Students Without Access to Laundry Machines Can Wash Clothes for Free at This High School

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Some schools offer more than just an education: It's becoming more common for schools to provide pantry items and toiletries to students who may not have access to such necessities at home. As CNN reports, West Side High School in Newark, New Jersey is building on this trend by installing an on-site laundromat that's free for students to use.

The new facilities were inspired by the West Side High students who don't always have clean clothes to wear to class—either because they don't have laundry machines at home or don't have homes at all. Principal Akbar Cook noticed that many of these kids were being teased by their classmates for wearing dirty clothes, and he suspected that was leading some of them to skip class. Absenteeism is a major problem for West Side High, with 85 percent of students chronically missing school.

Cook tried to tackle the issue by switching to darker uniforms, which should have allowed students to wear the same outfits for longer without attracting attention, but the clothes-related bullying didn't stop. Then, two years ago, he applied for a grant from a foundation connected to a Newark-based utility company and used the $20,000 he received to open a laundromat for the school.

The laundry room is housed in an old football locker room, and it features five washers, five dryers, and a selection of detergents. Between 3 p.m. and 6 p.m., students are welcome to use the machines under the supervision of an adult staff member.

The free laundromat will be open to students beginning on the first day of school, Tuesday, September 4. To help keep the facilities stocked with detergents, dryer sheets, fabric softeners, and other laundry products, you can donate items directly to the school through its Amazon Wish List.

[h/t CNN]

Yale Is Offering Its 'Science of Well-Being' Course for Free Online

Chainarong Prasertthai/iStock via Getty Images
Chainarong Prasertthai/iStock via Getty Images

Even if you’ve heard that money or career success won’t necessarily make you happier, it’s still hard to resist the impulse to correlate your own well-being to external factors like those. Why are we so bad at predicting what will make us happy, and how can we figure out what actually does the trick?

These are just a couple questions you’ll be able to answer after completing “The Science of Well-Being,” a Yale University course currently being offered for free on Coursera. According to Lifehacker, the 10-week course consists of about two to three hours of reading and videos per week, and you can work at your own pace—so you can definitely take advantage of a free weekend to fly through a few weeks’ worth of material at a time, or postpone a lesson if you’re swamped with other work.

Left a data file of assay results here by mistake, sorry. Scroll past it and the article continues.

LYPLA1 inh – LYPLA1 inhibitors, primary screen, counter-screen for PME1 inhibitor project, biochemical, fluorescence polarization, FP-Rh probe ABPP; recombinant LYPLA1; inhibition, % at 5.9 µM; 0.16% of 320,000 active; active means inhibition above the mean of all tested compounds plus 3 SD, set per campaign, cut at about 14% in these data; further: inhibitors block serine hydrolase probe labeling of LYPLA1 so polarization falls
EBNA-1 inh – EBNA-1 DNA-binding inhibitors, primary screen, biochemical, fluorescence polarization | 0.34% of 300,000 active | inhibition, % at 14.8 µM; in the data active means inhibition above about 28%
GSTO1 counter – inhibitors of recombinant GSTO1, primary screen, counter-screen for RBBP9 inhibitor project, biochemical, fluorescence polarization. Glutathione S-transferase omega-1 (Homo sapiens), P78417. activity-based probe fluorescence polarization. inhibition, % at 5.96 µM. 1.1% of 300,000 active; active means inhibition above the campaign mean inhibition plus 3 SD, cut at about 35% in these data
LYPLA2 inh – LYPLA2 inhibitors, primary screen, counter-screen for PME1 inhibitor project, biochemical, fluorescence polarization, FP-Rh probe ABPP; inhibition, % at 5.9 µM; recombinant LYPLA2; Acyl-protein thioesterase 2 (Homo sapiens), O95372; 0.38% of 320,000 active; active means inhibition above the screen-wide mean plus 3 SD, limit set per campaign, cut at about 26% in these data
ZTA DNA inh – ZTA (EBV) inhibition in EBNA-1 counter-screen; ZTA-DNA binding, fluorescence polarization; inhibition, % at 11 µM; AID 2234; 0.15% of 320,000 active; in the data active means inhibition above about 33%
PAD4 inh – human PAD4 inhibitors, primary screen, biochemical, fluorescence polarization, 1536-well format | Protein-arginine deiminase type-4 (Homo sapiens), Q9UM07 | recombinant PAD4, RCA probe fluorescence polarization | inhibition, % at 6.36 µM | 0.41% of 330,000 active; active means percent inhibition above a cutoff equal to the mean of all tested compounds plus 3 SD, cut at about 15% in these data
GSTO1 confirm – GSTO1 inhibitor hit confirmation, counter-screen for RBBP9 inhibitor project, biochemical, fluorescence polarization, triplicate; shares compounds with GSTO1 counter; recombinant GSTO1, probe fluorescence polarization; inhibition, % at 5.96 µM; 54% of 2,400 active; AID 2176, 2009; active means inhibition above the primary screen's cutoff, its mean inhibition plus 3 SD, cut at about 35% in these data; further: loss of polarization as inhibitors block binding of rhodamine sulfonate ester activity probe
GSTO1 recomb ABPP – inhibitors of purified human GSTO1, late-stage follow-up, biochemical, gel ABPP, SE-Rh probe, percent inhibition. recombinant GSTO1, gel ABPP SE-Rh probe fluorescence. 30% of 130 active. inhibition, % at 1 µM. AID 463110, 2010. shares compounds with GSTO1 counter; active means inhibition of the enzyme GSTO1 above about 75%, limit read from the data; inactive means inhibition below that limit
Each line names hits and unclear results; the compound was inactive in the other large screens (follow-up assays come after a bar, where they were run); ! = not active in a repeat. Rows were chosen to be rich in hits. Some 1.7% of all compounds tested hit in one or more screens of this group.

The class is taught by Yale psychology professor Laurie Santos, who will lead students through relevant research on how we’re wired to think about our own well-being and teach you how to implement that knowledge to increase happiness in your life. Since the coursework is task-oriented and the course itself is aimed at helping you build more productive habits, it’s an especially good opportunity for anyone who feels a little overwhelmed at how vague a goal to “be happier” can seem.

As for proof that this is definitely an undertaking worth 20 hours of your time, we’ll let the previous students speak for themselves: From 3731 ratings, the course averages 4.9 out of 5 stars.

Though the course is free, an official certificate to mark your completion—which you can then add to your LinkedIn profile—will cost you $50. Enroll on the Coursera website, and check out 23 other science-backed ways to feel happier here.

Mental Floss has affiliate relationships with certain retailers and may receive a small percentage of any sale. But we choose all products independently and only get commission on items you buy and don't return, so we're only happy if you're happy. Thanks for helping us pay the bills!

[h/t Lifehacker]

The University of Texas at San Antonio Is Offering Free Tuition to Thousands of Students

Prostock-Studio/iStock via Getty Images
Prostock-Studio/iStock via Getty Images

If you’re a resident of Texas with college ambitions but face some financial hardship, there’s good news coming out of the University of Texas at San Antonio. This week, the school announced a program called Bold Promise, which will cover tuition for thousands of students annually.

To be eligible, enrollees must be first-time freshmen living in the state, ranked in the top 25 percent of their high school class, and have graduated less than 16 months prior. Once enrolled, they must maintain a 2.5 grade point average each semester. The adjusted gross income of their family cannot exceed $50,500.

UTSA is currently ranked 293 to 381 by U.S. News and World Report in national universities. The school hosts roughly 32,264 students, with an average annual tuition of $9722 for Texans and $24,722 for out-of-state attendees. The acceptance rate is roughly 79 percent.

Incoming students have until January 15 to submit an application, but no separate Bold Promise form is required. The program officially begins with the fall 2020 semester and will cover four years of education. UTSA says the cost will be covered by scholarships, grants, and other exemptions on the state and federal levels. Students will also have the chance to apply for financial aid to cover boarding expenses. UTSA estimates 4000 students will be eligible for the program.

The University of Texas-Austin instituted a similar offer earlier this year, with free tuition for a four-year program offered to students with household incomes of $65,000 or less. Colleges in Michigan and New York have also implemented tuition programs.

[h/t KSAT]

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